smoking damages the skin, heart and blood vessels through the formation of free
radicals. Antioxidants taken as supplements may help to negate the effects of
the free radicals and protect the body against their damaging effects.
A study was conducted to assess the effect
of supplementation with over-the-counter antioxidants, vitamins and omega-3
fatty acids on serum metabolites, as well as on various skin parameters.
The study was
conducted on 58 healthy female volunteers between 50 and 70 years of age, who
were not exposed to excessive sunlight one month prior to the study. The
volunteers were divided into two groups - 15 current smokers and 22 current
nonsmokers. Some individuals from both groups dropped out before the end of the
were given a nutritional supplement twice daily that contained antioxidants
like catechins, carotenoids, lycopene, vitamin C, E and A, other vitamins and
Blood tests were
carried out at the end of 12 weeks. High quality digital photographs of the
face were taken, which were later analyzed for wrinkles, visible spots, UV
spots, and pores using particular software. The barrier function of the skin
was analyzed using transepidermal water loss meter, and the skin elasticity
using a cutometer.
The most important change noted at 12 weeks
was a significant decrease in 11 out of 16 long-chain fatty acid levels in the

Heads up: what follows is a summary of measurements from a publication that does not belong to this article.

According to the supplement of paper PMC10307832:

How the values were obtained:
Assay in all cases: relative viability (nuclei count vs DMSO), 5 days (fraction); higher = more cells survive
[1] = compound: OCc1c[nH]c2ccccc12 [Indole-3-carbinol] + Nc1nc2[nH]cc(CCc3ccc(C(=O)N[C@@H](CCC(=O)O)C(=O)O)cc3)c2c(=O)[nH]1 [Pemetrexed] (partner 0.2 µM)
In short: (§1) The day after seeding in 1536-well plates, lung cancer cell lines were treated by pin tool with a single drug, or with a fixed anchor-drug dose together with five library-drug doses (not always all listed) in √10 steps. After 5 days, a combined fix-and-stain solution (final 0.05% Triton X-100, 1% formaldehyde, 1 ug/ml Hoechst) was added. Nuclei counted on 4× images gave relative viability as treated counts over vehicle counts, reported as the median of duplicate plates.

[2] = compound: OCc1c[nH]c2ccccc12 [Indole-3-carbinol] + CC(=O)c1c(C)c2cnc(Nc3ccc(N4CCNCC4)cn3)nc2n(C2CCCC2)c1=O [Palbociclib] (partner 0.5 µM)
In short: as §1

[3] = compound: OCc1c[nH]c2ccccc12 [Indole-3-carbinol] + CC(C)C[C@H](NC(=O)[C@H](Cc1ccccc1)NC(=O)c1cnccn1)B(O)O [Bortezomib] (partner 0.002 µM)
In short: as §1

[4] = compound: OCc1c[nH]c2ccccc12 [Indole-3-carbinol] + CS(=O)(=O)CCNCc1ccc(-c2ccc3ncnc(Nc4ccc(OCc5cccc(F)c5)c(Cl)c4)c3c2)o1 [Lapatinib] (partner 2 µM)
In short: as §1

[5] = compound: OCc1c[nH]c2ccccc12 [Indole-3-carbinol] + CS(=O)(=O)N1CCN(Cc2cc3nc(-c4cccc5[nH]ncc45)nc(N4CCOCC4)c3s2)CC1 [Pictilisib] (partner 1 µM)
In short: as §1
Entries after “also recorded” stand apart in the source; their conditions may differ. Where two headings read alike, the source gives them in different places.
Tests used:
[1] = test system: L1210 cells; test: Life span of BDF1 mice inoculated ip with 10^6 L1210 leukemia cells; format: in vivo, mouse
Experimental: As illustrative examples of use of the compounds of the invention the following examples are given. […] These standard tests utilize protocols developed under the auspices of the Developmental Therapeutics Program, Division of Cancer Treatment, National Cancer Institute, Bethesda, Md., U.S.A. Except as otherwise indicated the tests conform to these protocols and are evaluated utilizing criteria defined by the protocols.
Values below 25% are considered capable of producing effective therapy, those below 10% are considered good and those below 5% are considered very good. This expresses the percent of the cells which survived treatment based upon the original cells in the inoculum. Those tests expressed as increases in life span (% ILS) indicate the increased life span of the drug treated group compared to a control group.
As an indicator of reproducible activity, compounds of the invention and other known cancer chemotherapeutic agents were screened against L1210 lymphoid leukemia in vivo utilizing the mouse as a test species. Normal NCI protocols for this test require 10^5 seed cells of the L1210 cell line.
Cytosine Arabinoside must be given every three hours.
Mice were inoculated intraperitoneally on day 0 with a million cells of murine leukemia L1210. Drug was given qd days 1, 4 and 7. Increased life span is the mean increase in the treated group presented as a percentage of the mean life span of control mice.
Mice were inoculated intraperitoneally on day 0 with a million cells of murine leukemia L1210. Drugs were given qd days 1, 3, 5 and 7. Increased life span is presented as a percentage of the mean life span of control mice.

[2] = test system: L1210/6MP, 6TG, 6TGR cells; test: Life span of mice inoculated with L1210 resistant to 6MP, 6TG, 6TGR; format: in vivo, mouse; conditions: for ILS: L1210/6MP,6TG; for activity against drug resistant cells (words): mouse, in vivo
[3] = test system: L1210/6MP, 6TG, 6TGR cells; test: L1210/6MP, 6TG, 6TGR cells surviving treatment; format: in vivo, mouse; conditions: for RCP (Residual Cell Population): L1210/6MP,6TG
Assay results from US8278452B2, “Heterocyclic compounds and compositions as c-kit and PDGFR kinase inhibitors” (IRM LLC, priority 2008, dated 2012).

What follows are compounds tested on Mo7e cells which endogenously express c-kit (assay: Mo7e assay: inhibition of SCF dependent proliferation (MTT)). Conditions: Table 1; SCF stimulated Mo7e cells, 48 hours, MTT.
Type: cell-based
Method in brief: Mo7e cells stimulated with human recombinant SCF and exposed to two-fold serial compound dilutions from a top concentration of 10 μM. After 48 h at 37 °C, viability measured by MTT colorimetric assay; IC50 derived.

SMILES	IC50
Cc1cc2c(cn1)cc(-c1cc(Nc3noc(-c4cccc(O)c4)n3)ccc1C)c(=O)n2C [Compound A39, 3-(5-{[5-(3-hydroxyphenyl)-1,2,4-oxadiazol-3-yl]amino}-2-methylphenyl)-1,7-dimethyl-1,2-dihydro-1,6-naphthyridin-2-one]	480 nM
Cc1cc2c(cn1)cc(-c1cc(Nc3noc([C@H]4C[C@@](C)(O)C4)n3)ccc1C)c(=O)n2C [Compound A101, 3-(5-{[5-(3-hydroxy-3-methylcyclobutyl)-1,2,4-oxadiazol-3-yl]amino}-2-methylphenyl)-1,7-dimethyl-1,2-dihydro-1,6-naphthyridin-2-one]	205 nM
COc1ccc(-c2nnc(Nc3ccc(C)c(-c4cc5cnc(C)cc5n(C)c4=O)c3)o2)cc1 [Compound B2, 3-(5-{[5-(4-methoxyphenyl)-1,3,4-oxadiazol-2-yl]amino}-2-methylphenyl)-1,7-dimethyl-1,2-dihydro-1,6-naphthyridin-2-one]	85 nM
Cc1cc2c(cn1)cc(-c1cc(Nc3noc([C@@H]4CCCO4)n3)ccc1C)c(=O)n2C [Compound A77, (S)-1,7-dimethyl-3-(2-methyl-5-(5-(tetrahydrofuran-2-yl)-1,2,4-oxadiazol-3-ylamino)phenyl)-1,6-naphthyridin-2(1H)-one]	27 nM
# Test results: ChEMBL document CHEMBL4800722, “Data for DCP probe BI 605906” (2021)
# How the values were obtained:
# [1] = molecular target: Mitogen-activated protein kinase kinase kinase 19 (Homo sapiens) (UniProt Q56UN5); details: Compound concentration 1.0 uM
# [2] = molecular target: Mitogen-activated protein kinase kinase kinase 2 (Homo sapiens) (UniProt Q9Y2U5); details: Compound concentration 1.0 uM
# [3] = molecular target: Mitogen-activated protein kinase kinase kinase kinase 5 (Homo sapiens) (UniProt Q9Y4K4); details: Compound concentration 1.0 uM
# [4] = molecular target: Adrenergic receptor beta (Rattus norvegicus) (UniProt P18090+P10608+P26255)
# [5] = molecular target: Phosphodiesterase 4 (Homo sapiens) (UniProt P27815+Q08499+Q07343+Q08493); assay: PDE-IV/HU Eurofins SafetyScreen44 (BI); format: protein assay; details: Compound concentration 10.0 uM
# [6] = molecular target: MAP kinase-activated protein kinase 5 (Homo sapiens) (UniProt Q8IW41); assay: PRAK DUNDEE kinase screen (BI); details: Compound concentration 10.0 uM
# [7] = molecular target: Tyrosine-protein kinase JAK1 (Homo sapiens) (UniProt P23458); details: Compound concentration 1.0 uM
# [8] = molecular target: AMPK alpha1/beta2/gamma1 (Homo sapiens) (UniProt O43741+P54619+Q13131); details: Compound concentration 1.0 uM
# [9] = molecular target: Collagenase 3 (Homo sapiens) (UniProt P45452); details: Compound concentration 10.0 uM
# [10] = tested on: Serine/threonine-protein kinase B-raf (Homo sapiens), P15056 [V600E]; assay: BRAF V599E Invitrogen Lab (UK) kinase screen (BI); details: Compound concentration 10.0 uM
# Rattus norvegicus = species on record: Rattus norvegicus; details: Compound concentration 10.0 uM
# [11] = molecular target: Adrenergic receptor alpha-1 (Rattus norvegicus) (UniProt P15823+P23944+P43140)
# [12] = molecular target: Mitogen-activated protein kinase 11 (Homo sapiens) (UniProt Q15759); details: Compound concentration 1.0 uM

blood of smokers. This change was not noted in the nonsmoker group. The
level of the long-chain fatty acids, stearidonate, which was a part of the
supplement, was increased in both groups.
The study also found that levels of
vitamins like alpha-tocopherol and pyridoxate were significantly increased in
nonsmokers at the end of 12 weeks but not in smokers. This may indicate
that smokers use up more of the vitamins, and therefore require
supplementation. Bilirubin levels were increased in nonsmokers but not in
smokers. The relevance of this finding is not known.
was done following 12 weeks of nutritional supplementation. Smokers showed a
decrease in fine wrinkles, increase in glow and a decrease in skin hydration.
However, they showed a worsening of deep-wrinkled appearance. Nonsmokers showed
a decrease in deep wrinkling. The beneficial skin changes however were not
statistically significant. It is possible that some of the skin changes may
have been due to changes in the long-chain fatty acid levels.
effects like headache, body ache, loose stools, belching and stomach upset were
observed in some of the participants.
The study concluded that oral nutritional
supplementation produces different effects in smokers and nonsmokers.
However, the study was too short and conducted on too few participants. Further
large scale studies are required to establish the benefits of the nutritional
supplements in smokers.
C Spitale et al. Differential effects of dietary supplements on metabolomic
profile of smokers versus non-smokers. Genome Medicine 2012, 4:14 doi:10.1186/PREACCEPT-8646921766193071.